Ibn Baz

Ibn Baz’s Najdi friends commit the same ugly innovation: `Abd Allah al-Hashidi in his edition of al-Bayhaqi’s al-Asma’ wa al-Sifat – written in rebuttal of al-Kawthari’s landmark edition – states: “As for us we affirm a form (sûra) for Allah unlike forms,” while al-Albani in his Sharh approvingly quotes Muhammad ibn Mani`’s remonstration of Imam al-Tahawi for this particular article and his pretense that the Imam, perhaps, did not write it in the first place: “The Imam and author was in no need at all for these invented, wrongly suggestive words, and if someone were to say that they are interpolated and not his own words, I would not think it improbable, so as to keep a good opinion of him”![1]

Ibn Baz also suggests corporal limbs for Allah Most High and Exalted in his statement in Taliqat Hamma `ala ma Katabahu al-Shaykh Muhammad `Ali al-Sabuni fi Sifat Allah (“Important Comments on What Shaykh al-Sabuni Wrote Concerning the Divine Attributes”) that “To declare Allah transcendent beyond possessing body (al-jism), pupils (al-hadaqa), auditory meatus (al-simâkh), tongue (al-lisân), and larynx (al-hanjara) is not the position of Ahl al-Sunna but rather that of the scholars of condemned kalâm and their contrivance.”[2]

By his phrase “the scholars of condemned kalâm” he disparages Ibn Khafif, Ibn `Abd al-Salam, Ibn al-Juwayni, Ibn Hibban, Ibn `Arabi, al-Ghazzali, al-Razi, al-Qadi `Iyad, al-Maziri, al-Nawawi, al-Pazdawi, al-Bayhaqi, al-Qurtubi, al-Khatib, Ibn al-Jawzi, Ibn Daqiq al-`Id, Ibn Hajar al-`Asqalani, Shah Wali Allah, the entire Ash`ari and Maturidi Schools and, lately, al-Sabuni, all of whom asserted transcendence in similar terms. As Ibn Hajar stated in Fath al-Bari: “The elite of the mutakallimûn said: `He knows not Allah, who attributes to Him resemblance to His creation, or attributes a hand to Him, or a son.”[3] Contrary to this the doctrine of the Literalists consists in attributing an actual hand to the Creator. But Ibn Baz in his notes on Fath al-Bari charges al-Qadi `Iyad and Ibn Hajar with abandoning the way of Ahl al-Sunna for stating that the Hand of Allah does not pertain to a bodily appendage.[4] This is similar to the pretext of the anthropomorphist who said: “We expelled Ibn Hibban from Sijistan for his lack of Religion: he used to say that Allah is not limited!”[5]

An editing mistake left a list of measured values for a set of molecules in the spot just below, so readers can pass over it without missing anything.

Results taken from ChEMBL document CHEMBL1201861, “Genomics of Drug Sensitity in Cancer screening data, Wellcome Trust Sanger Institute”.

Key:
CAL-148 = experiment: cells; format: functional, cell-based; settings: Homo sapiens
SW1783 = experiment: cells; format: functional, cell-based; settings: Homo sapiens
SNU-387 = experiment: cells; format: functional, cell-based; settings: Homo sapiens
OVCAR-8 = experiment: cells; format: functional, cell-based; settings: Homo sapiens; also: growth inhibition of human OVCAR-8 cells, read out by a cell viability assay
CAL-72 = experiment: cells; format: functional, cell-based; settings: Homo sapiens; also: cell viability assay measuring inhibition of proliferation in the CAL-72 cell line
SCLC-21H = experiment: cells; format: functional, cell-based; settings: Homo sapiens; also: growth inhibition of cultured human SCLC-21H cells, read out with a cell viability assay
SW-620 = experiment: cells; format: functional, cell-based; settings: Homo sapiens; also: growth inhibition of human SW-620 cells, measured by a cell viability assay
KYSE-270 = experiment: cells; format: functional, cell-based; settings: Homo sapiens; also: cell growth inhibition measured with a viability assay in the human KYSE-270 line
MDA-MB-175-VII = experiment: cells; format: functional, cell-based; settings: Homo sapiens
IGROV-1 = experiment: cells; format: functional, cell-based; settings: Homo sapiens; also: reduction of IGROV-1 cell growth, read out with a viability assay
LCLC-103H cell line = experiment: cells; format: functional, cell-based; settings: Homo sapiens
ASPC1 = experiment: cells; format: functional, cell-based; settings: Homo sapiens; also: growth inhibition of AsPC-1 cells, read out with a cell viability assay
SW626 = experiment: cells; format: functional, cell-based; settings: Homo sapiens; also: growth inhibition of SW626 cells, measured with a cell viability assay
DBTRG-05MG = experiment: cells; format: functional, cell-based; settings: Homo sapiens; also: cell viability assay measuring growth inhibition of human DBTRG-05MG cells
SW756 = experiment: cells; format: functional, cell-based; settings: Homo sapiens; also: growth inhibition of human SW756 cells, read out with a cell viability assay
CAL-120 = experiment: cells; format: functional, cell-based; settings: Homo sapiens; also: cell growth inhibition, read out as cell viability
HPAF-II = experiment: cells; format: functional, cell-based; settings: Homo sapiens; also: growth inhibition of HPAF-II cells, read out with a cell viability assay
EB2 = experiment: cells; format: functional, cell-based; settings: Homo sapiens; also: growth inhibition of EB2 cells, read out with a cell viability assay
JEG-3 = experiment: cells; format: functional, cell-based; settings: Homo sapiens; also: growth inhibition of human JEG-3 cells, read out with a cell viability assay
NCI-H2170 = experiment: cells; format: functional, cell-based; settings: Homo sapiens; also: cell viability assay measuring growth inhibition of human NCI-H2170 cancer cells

Ibn Baz’s acolyte Muhammad Zinu mumbles a similar claim of corporeality in his book Tanbihat Hamma `ala Kitab Safwat al-Tafasir (“Important Cautions Regarding [al-Sabuni’s three volume Qur’anic commentary] `The Quintessence of Commentaries'”). Al-Sabuni blasted both of them in his 1988 rebuttal, Kashf al-Iftira’at fi Risalat Tanbihat Hawla Safwat al-Tafasir (“Exposing the Lies of the Epistle `Cautions'”).

Ibn Baz explicitly attributes a geographical direction to Allah Most High and Exalted, and affirms that such was the belief of “the Companions and those who followed them in excellence – they assert a direction for Allah, and that is the direction of height, believing that the Exalted is above the Throne.”[6]

In his tract translated into English as Authentic Islamic Aqeedah and What Opposes It (p. 16), Ibn Baz calls those who visit the graves of saints “unbelievers” who commit what he calls kufr al-rubûbiyya. This fatwa compounds three innovations: (1) the dreadful sin of indiscriminately declaring millions of Muslims kâfir without the proofs and due process required by the purified Shari`a: (2) the blind, wholesale dismissal of the numerous orders  of the Prophet – Allah bless and greet him – in the authentic Sunna to visit the graves for they are reminders of the hereafter; (3) the branding of Muslims with an innovated classification of disbelief he calls kufr al-rubûbiyya.

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